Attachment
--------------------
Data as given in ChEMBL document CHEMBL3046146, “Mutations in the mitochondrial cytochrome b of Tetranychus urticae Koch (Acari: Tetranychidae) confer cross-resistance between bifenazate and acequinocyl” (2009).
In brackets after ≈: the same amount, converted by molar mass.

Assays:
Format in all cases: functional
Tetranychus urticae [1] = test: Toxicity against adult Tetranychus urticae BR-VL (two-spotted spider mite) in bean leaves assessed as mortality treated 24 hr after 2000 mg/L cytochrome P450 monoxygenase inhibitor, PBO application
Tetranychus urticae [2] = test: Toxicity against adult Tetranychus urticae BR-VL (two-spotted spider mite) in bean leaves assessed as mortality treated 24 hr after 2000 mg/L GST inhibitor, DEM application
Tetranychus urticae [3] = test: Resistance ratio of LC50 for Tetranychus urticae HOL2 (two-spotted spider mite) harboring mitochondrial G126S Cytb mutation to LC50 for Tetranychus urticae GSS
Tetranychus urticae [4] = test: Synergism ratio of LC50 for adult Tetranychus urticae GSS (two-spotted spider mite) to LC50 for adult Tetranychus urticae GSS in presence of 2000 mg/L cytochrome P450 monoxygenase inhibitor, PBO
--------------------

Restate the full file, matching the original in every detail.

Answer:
Data as given in ChEMBL document CHEMBL3046146, “Mutations in the mitochondrial cytochrome b of Tetranychus urticae Koch (Acari: Tetranychidae) confer cross-resistance between bifenazate and acequinocyl” (2009).
In brackets after ≈: the same amount, converted by molar mass.

Assays:
Format in all cases: functional
Tetranychus urticae [1] = test: Toxicity against adult Tetranychus urticae BR-VL (two-spotted spider mite) in bean leaves assessed as mortality treated 24 hr after 2000 mg/L cytochrome P450 monoxygenase inhibitor, PBO application
Tetranychus urticae [2] = test: Toxicity against adult Tetranychus urticae BR-VL (two-spotted spider mite) in bean leaves assessed as mortality treated 24 hr after 2000 mg/L GST inhibitor, DEM application
Tetranychus urticae [3] = test: Resistance ratio of LC50 for Tetranychus urticae HOL2 (two-spotted spider mite) harboring mitochondrial G126S Cytb mutation to LC50 for Tetranychus urticae GSS
Tetranychus urticae [4] = test: Synergism ratio of LC50 for adult Tetranychus urticae GSS (two-spotted spider mite) to LC50 for adult Tetranychus urticae GSS in presence of 2000 mg/L cytochrome P450 monoxygenase inhibitor, PBO